It’s interesting how various strands of one’s life can momentarily coincide to provide unexpected revelations about composition: revisiting a revered piece from the repertoire, a chance conversation with a colleague, or interactions with students may all resolve long standing mental blocks or open creative “doors” that you never even knew existed. More about this anon, but first some history…
Someone once told me that Aaron Copland kept a receptacle on his piano called the “tune jar.” Unused scraps ended up there, orphaned ideas that would eventually find their place in another work. When an unexpected commission came along, Copland had only to reach into the jar to find the seeds for his new piece. Whether the story is true or not is of less importance than what it says about Copland as a composer, how he made the most of everything he put down on paper. I like to think of him as a composer who let nothing go to waste, and a quick listen to his music bears that out.
I know all too well how those little collections of scraps can make one feel (for better or for worse). The most unnerving feeling is that one is composing in vain, churning out page upon page of notes all with the gnawing suspicion that it’s not going to be used. Such has been the case (at least until recently) with the first movement of the Glass House Concerto. Though I produced a fleshed out score for this section earlier in the summer, I couldn’t help but feel that it was all for naught. The tutti material seemed stilted and repetitious for no reason, while the solo lines felt like nothing more than characterless placeholders. Still, composition is a process of chipping away and manipulating, and if you don’t have anything to manipulate or chip away at it can be awfully hard to get the thing off the ground.
I put the score aside while I sketched out the second movement of the concerto as well as my new piece for violin and piano, and only returned to it this past week. As a result, a leaner, more elegant conception of the movement has evolved. In some ways I feel as if the movement has been completely recomposed, using tunes from the proverbial “jar.”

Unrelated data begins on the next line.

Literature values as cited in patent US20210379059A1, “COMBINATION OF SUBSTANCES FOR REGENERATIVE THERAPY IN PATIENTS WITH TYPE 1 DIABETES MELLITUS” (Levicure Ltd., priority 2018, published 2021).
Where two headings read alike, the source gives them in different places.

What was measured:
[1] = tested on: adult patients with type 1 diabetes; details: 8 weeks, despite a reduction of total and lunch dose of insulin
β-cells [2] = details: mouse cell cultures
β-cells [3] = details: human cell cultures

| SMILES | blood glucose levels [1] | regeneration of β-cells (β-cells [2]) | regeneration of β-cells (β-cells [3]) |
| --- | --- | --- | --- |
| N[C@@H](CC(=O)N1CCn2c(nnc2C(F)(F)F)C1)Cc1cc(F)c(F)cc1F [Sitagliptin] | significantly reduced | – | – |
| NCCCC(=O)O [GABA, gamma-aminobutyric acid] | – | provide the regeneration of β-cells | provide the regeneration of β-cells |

But what of the coincidences I mentioned earlier? Another one of my summertime activities has been an examination of works by composers as diverse as Shostakovich, Fauré, Messiean, Andriessen, and Stucky. The seriousness of the undertaking has ranged from very detailed analysis (Shosti) to the engaged listen (Messiean), but each composer has provided his own advice on the movement in question. DSCH has reminded me to keep my materials free, but to arrange things in such a way that the structure stands on its own. Fauré has kept voice leading, shape, and the concept of “composing out” in my mind (yes, you music nerds read correctly, Fauré composes out! I can prove it!). Messiean has given me permission to repeat myself, but always with a sense of significance, always with purpose. Finally, Stucky confirms that rigor and expressiveness are not mutually exclusive, and that you don’t have to be a “capital B” band composer to write well in the medium.
Coincidence #2. I recently ran into Dr. David Macbride, my fellowship supervisor for the upcoming year. I hadn’t given much thought to the freshman composition majors I’d be teaching; after all, how does one prepare for something like that? However, I have found that teaching makes me a better composer. Having to articulate the ideas of great artists like the ones I mentioned above keeps them fresh in my own mind, and more easily applicable. The need to impart an idea lends it significance, and thus informs my own work. The ideas that had been floating in my head all summer seem to have crystallized, to have taken on a decidedly concrete form now that I’ll be working with the Hartt School’s composition “rookies.” Tomorrow I go in for a much needed haircut (see picture below), classes start on Wednesday!